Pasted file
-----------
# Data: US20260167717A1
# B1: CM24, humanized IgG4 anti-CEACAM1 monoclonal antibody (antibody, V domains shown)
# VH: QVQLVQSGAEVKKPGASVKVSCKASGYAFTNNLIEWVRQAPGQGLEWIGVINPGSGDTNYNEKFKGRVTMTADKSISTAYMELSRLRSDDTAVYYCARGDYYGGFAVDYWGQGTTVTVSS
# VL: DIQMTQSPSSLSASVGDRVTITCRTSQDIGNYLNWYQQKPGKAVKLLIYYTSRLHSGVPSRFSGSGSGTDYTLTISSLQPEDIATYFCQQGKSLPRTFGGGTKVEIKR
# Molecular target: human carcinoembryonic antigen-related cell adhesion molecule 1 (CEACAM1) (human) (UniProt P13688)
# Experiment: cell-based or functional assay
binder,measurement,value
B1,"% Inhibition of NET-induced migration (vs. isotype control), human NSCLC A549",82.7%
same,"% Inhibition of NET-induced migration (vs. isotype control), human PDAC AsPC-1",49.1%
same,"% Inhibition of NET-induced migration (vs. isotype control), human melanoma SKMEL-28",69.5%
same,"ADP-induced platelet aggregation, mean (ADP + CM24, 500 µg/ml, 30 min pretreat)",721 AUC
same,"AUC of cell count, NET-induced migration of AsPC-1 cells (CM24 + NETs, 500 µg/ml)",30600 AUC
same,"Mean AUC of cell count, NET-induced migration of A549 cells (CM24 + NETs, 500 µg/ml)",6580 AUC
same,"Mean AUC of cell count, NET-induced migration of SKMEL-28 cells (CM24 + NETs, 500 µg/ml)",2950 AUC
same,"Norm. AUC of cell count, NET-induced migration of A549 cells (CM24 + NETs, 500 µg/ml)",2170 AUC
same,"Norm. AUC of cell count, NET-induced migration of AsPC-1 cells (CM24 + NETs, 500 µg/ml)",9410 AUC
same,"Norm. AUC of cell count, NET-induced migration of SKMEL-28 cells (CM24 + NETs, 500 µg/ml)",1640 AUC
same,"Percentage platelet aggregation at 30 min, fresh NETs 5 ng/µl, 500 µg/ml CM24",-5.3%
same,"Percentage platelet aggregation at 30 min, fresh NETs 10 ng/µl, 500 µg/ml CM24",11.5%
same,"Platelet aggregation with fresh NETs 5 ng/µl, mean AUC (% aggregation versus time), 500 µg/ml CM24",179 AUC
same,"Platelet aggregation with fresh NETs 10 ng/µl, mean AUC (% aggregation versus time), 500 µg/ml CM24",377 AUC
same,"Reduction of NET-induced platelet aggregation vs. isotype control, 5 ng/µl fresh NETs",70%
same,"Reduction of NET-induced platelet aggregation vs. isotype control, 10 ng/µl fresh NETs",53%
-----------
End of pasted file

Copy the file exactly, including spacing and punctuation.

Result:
# Data: US20260167717A1
# B1: CM24, humanized IgG4 anti-CEACAM1 monoclonal antibody (antibody, V domains shown)
# VH: QVQLVQSGAEVKKPGASVKVSCKASGYAFTNNLIEWVRQAPGQGLEWIGVINPGSGDTNYNEKFKGRVTMTADKSISTAYMELSRLRSDDTAVYYCARGDYYGGFAVDYWGQGTTVTVSS
# VL: DIQMTQSPSSLSASVGDRVTITCRTSQDIGNYLNWYQQKPGKAVKLLIYYTSRLHSGVPSRFSGSGSGTDYTLTISSLQPEDIATYFCQQGKSLPRTFGGGTKVEIKR
# Molecular target: human carcinoembryonic antigen-related cell adhesion molecule 1 (CEACAM1) (human) (UniProt P13688)
# Experiment: cell-based or functional assay
binder,measurement,value
B1,"% Inhibition of NET-induced migration (vs. isotype control), human NSCLC A549",82.7%
same,"% Inhibition of NET-induced migration (vs. isotype control), human PDAC AsPC-1",49.1%
same,"% Inhibition of NET-induced migration (vs. isotype control), human melanoma SKMEL-28",69.5%
same,"ADP-induced platelet aggregation, mean (ADP + CM24, 500 µg/ml, 30 min pretreat)",721 AUC
same,"AUC of cell count, NET-induced migration of AsPC-1 cells (CM24 + NETs, 500 µg/ml)",30600 AUC
same,"Mean AUC of cell count, NET-induced migration of A549 cells (CM24 + NETs, 500 µg/ml)",6580 AUC
same,"Mean AUC of cell count, NET-induced migration of SKMEL-28 cells (CM24 + NETs, 500 µg/ml)",2950 AUC
same,"Norm. AUC of cell count, NET-induced migration of A549 cells (CM24 + NETs, 500 µg/ml)",2170 AUC
same,"Norm. AUC of cell count, NET-induced migration of AsPC-1 cells (CM24 + NETs, 500 µg/ml)",9410 AUC
same,"Norm. AUC of cell count, NET-induced migration of SKMEL-28 cells (CM24 + NETs, 500 µg/ml)",1640 AUC
same,"Percentage platelet aggregation at 30 min, fresh NETs 5 ng/µl, 500 µg/ml CM24",-5.3%
same,"Percentage platelet aggregation at 30 min, fresh NETs 10 ng/µl, 500 µg/ml CM24",11.5%
same,"Platelet aggregation with fresh NETs 5 ng/µl, mean AUC (% aggregation versus time), 500 µg/ml CM24",179 AUC
same,"Platelet aggregation with fresh NETs 10 ng/µl, mean AUC (% aggregation versus time), 500 µg/ml CM24",377 AUC
same,"Reduction of NET-induced platelet aggregation vs. isotype control, 5 ng/µl fresh NETs",70%
same,"Reduction of NET-induced platelet aggregation vs. isotype control, 10 ng/µl fresh NETs",53%